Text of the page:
Patients receiving thalidomide for treatment of multiple myeloma may be at an increased risk of developing deep vein thrombosis, according to a recent article published in the journal Blood.
There are approximately 40,000 people in the United States living with multiple myeloma, with 14,000 new cases of multiple myeloma diagnosed each year in the U.S., making it the second most common blood cancer. Multiple myeloma is a cancer involving important immune (infection-fighting) cells called plasma cells. Plasma cells aid the body in fighting infection by producing specialized proteins called antibodies that have the ability to target and/or kill foreign cells. In multiple myeloma, cancerous plasma cells produce abnormal and excessive antibodies that do not have the ability to properly fight infection. In addition, the cancerous plasma cells accumulate in the bone marrow, suppressing the normal formation and function of other cells that are necessary for normal production of blood cells and immune functions. The excessive accumulation of cancer cells in the bone marrow ultimately leads to the formation of tumors in the bone and to the breakdown of bone. Standard treatment for multiple myeloma is chemotherapy.
Thalidomide is a substance known for its anti-angiogenesis properties. Angiogenesis is the formation of new blood vessels in the body and is a crucial component for the development of cancer. Blood vessels are needed to supply cancer cells with essential nutrients from the blood. Anti-angiogenesis is the inhibition of the formation of new blood vessels. By stopping blood vessels from forming, cancer cells are “starved” of nutrients, ultimately inhibiting cancer development and growth. Previous clinical studies have demonstrated that thalidomide achieves significant anti-cancer responses in patients with recurrent multiple myeloma.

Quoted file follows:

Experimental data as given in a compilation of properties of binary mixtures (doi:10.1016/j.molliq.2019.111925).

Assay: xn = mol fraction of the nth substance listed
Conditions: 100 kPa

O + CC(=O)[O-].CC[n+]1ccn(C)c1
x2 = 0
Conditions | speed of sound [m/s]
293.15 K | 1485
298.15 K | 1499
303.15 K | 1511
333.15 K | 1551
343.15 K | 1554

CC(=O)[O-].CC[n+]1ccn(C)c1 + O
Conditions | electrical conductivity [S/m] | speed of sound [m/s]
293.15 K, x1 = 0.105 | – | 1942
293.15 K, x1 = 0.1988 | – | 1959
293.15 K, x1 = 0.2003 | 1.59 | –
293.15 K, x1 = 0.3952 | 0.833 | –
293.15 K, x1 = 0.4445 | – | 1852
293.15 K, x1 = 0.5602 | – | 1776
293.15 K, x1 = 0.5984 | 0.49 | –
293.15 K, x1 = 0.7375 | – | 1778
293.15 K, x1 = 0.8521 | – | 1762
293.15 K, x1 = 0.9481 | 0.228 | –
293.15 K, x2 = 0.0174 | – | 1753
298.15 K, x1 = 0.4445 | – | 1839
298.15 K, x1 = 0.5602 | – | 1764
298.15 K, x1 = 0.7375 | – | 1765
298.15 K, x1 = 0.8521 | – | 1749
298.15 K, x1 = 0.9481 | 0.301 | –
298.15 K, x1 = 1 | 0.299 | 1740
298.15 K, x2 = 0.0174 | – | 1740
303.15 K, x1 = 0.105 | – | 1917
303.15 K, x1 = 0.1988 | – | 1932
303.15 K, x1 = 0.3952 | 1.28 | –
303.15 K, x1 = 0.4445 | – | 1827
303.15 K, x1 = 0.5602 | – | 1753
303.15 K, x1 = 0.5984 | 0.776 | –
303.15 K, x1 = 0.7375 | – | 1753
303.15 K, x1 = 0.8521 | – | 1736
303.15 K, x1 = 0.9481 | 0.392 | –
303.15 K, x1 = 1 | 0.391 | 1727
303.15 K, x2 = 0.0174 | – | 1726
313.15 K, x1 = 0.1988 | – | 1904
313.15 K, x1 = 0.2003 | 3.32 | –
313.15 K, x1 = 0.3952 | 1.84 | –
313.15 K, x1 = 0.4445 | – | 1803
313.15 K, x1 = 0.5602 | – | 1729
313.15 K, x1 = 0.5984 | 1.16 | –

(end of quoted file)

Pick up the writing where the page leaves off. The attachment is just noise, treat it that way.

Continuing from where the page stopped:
Researchers from the University of Arkansas recently conducted a clinical trial further evaluating thalidomide in the treatment of multiple myeloma. In this study, 100 patients with multiple myeloma received combination chemotherapy and dexamethasone (steroid). Fifty of these patients were also treated with thalidomide. Following treatment, nearly 30% of patients who received thalidomide developed deep vein thrombosis (DVT), compared with only 4% not given the agent. DVT is the accumulation of cellular elements, platelets, fibrin and clotting proteins which develop into a thrombus (clot) on the inside of a deep blood vein. DVT can be life threatening as it can develop in major veins or dislodge and travel to the lungs, blocking necessary blood flow and oxygen exchange. Patients who developed DVT in this trial were treated with anticoagulants, which resolved the problem in 75% of patients and allowed them to continue treatment with thalidomide.
These findings suggest that the addition of thalidomide to combination chemotherapy and dexamethasone in patients with multiple myeloma increases the risk of the development of DVT. However, treatment with anticoagulants appear to resolve this complication in the majority of patients and allow continued treatment. Future clinical trials will help determine the timing for which anticoagulants may be utilized in order to prevent DVT in patients receiving thalidomide. Patients with multiple myeloma receiving thalidomide may wish to speak with their physician about monitoring for DVT and/or the use of anticoagulants. (Blood, Vol 98, No. 5, pp. 1614-1615, 2001)